Q. I noticed at the DIRECTV web site that they are giving away the NFL Sunday Ticket if you get a Choice plan or better and a two-year agreement. I love football, but what do you think of that offer? Is it fair? DIRECTV says the Choice plan is $69 a month. — Mel, Corpus Christi, Texas.
Mel, I am very glad you asked that question. For the last few years, DIRECTV has offered the NFL Sunday Ticket for free if you subscribe to the satcaster’s ‘Choice’ plan or above, and yes, sign a two-year agreement.
Considering that the Ticket’s current regular season price is $293.94, that sounds like a irresistible offer. But here’s the problem.
If you sign that two-year agreement, you’re stuck. If you want to switch TV providers during that time, you’ll have to pay an early termination fee.
And sometimes that can be hundreds of dollars. DIRECTV charges $20 for every month left in your two-year agreement from the point of cancellation. For instance, if you decided to cancel six months in, you would have to pay $360 in penalties. (18 months multiplied by 20.)
And this is not just DIRECTV. It’s every pay TV provider who offers ‘special’ two-year agreement deals. They all require termination fees. (This is one reason why some people are signing up for the new live streaming services such as DIRECTV Now, Sling TV and PlayStation Vue; they permit you to cancel anytime without penalty.)
Now you may say, hey, I plan to stay with DIRECTV for two years or more anyway.
Well, that’s cool, but what if DIRECTV has a fee fight with your local CBS or NBC station, or maybe your favorite regional sports channel? It’s happening more frequently these days. In fact, DIRECTV subscribers in 97 markets recently lost at least one local network affiliate due to a dispute between the satcaster and the stations’ owner. DIRECTV just settled with the owner after a seven-week blackout.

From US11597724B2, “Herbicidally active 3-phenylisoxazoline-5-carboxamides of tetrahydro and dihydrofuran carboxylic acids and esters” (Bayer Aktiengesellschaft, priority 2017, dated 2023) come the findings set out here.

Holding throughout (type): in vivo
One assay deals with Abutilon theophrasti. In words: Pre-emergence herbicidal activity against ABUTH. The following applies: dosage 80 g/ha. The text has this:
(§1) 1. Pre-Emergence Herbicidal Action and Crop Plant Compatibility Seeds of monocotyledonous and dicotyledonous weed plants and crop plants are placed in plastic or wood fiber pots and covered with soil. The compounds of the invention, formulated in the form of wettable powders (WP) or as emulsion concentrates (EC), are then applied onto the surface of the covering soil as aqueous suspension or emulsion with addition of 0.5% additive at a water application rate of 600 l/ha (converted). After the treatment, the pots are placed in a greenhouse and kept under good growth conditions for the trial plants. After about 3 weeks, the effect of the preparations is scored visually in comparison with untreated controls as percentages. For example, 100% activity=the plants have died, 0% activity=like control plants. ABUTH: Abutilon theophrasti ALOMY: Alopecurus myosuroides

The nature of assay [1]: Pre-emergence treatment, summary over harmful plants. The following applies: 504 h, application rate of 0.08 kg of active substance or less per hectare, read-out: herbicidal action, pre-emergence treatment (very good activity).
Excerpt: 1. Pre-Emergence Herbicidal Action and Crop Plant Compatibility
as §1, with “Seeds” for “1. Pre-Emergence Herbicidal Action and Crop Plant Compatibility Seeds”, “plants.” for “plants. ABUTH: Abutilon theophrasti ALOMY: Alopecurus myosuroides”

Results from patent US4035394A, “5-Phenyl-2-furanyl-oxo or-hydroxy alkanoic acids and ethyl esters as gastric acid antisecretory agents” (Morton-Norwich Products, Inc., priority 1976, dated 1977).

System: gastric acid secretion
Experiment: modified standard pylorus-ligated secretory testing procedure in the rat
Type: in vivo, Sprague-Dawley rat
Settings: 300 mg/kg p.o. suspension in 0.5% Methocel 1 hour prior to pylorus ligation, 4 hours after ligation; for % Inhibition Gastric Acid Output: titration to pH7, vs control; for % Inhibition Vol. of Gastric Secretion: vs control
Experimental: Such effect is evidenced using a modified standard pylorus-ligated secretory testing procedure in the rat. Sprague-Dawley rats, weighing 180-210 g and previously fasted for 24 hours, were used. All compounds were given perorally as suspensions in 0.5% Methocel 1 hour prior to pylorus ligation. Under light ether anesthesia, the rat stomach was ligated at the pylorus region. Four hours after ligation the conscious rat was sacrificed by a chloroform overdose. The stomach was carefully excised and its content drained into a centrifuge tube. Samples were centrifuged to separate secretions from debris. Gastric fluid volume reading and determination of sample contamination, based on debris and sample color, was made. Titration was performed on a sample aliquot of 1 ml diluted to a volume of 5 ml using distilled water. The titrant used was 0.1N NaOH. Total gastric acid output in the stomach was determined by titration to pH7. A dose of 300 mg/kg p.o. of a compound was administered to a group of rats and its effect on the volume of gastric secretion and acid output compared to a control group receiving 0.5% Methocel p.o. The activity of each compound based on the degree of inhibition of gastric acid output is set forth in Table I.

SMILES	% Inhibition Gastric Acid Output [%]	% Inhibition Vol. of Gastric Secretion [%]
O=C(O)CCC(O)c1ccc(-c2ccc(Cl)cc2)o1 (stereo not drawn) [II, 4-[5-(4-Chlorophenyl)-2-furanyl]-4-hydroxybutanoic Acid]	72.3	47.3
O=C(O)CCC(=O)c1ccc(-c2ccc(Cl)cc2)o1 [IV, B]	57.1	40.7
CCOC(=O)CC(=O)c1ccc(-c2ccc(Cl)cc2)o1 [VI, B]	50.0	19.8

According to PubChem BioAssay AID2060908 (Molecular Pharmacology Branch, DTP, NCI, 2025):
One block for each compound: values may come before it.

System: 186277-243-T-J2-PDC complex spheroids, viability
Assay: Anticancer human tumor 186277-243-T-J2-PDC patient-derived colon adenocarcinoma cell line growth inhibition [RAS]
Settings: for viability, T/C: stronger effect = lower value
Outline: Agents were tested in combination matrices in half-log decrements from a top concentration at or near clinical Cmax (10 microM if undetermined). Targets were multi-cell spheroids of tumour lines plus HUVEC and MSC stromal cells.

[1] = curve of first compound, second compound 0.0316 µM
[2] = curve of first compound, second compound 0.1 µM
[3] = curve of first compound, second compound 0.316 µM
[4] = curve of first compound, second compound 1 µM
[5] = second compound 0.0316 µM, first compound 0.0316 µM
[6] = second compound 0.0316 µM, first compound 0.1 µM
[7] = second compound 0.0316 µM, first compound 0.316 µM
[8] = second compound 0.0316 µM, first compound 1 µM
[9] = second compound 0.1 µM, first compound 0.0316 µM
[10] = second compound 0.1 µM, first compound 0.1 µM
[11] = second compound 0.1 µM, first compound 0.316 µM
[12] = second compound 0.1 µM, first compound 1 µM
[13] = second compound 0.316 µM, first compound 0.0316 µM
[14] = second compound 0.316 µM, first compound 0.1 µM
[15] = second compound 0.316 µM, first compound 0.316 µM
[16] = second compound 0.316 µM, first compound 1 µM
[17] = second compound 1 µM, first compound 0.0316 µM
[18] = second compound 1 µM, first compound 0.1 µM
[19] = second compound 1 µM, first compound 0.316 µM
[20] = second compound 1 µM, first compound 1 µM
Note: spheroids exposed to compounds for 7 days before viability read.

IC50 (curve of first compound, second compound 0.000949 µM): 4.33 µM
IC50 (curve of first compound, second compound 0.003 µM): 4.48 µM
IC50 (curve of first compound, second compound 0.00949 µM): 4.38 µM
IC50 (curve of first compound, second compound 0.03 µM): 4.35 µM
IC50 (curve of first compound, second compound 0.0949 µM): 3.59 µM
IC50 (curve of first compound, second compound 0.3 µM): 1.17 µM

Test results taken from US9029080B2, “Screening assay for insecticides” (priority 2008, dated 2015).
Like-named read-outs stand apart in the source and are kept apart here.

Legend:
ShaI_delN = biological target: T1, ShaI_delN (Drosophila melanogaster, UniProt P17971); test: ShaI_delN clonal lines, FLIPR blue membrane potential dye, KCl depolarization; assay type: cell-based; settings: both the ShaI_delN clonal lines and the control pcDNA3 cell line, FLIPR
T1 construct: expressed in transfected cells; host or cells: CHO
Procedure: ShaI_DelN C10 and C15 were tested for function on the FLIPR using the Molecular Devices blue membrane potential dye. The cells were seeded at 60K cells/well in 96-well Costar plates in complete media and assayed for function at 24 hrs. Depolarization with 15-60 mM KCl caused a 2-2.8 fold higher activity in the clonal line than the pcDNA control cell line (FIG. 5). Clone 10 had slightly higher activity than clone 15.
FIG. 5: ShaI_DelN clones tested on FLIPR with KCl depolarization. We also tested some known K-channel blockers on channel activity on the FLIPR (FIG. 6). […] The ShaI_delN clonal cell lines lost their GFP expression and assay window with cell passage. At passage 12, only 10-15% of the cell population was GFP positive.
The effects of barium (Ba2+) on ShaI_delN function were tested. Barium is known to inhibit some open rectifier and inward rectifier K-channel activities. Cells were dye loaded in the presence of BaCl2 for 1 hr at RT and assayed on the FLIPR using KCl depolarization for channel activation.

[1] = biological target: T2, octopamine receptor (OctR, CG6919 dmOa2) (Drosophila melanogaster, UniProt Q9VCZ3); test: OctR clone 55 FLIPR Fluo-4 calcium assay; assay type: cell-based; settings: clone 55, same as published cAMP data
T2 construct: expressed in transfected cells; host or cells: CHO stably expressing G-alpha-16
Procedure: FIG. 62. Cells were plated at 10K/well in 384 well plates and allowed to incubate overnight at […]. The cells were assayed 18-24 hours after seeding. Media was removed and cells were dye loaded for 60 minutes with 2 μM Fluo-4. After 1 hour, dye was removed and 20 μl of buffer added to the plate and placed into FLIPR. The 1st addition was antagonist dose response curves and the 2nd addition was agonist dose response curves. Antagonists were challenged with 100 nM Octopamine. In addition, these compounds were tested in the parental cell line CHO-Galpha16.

Hopefully, that won’t occur in your market, but if it does — and you want to switch to another TV provider that carries the blacked-out channel — you’ll have to pay that early termination fee.
And there’s another catch: If you read the small print of that $69 a month offer for the Choice plan, DIRECTV will raise your monthly bill to $110 a month in months 13-24 of the two-year agreement. Plus, you will have to pay an extra $7.49 a month in regional sports fees. (More expensive plans will set you back even more in months 13-24.)
And if you want to cancel after your bill goes up in month 13, you’ll have to pay the early termination fee.
Finally, if you’re not in a two-year agreement, you’ll have more power to negotiate with your TV provider for deals while you’re a customer. If your TV provider knows you can switch anytime you want without a financial penalty, it will be much more receptive to offering you something to stay on board, such as three free months of a premium channel — or who knows what. If you call them and say you’re thinking of switching, it will get creative, trust me. (Just don’t do this too often; your TV provider will catch on and be happy to see you leave.)
So avoid the contracts, Mel, and keep watching your channels no matter what happens.
Have a question about new TV technologies? Send it to The TV Answer Man at firstname.lastname@example.org. Please include your first name and hometown in your message.
— Phillip Swann